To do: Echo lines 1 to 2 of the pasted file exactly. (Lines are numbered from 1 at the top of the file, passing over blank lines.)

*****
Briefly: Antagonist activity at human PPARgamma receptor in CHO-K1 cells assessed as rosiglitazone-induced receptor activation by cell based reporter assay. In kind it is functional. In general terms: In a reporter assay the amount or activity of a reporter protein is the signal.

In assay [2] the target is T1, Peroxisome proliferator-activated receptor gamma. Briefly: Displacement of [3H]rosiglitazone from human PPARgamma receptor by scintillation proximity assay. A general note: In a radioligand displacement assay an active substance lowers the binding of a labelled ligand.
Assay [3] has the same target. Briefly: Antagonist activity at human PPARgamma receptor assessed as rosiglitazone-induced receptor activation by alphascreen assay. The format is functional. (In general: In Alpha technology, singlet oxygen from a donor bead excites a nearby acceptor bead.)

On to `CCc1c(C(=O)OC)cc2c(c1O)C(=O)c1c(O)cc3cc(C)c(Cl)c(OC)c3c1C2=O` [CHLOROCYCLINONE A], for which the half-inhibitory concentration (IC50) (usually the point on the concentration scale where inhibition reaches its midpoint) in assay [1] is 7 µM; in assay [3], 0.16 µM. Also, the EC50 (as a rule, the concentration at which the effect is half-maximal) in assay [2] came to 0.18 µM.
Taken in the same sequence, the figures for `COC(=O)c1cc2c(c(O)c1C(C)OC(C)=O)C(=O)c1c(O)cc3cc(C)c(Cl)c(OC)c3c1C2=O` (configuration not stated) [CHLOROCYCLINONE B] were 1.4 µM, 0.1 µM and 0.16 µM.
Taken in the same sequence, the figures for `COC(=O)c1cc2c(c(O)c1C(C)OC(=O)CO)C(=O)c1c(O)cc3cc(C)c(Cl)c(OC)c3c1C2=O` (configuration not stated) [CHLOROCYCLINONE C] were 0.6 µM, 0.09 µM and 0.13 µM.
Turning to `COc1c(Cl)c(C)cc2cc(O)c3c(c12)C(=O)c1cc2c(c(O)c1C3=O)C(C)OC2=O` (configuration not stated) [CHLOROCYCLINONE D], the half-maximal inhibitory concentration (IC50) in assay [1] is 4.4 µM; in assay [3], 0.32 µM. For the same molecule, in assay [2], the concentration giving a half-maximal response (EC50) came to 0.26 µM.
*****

Briefly: Antagonist activity at human PPARgamma receptor in CHO-K1 cells assessed as rosiglitazone-induced receptor activation by cell based reporter assay. In kind it is functional. In general terms: In a reporter assay the amount or activity of a reporter protein is the signal.

In assay [2] the target is T1, Peroxisome proliferator-activated receptor gamma. Briefly: Displacement of [3H]rosiglitazone from human PPARgamma receptor by scintillation proximity assay. A general note: In a radioligand displacement assay an active substance lowers the binding of a labelled ligand.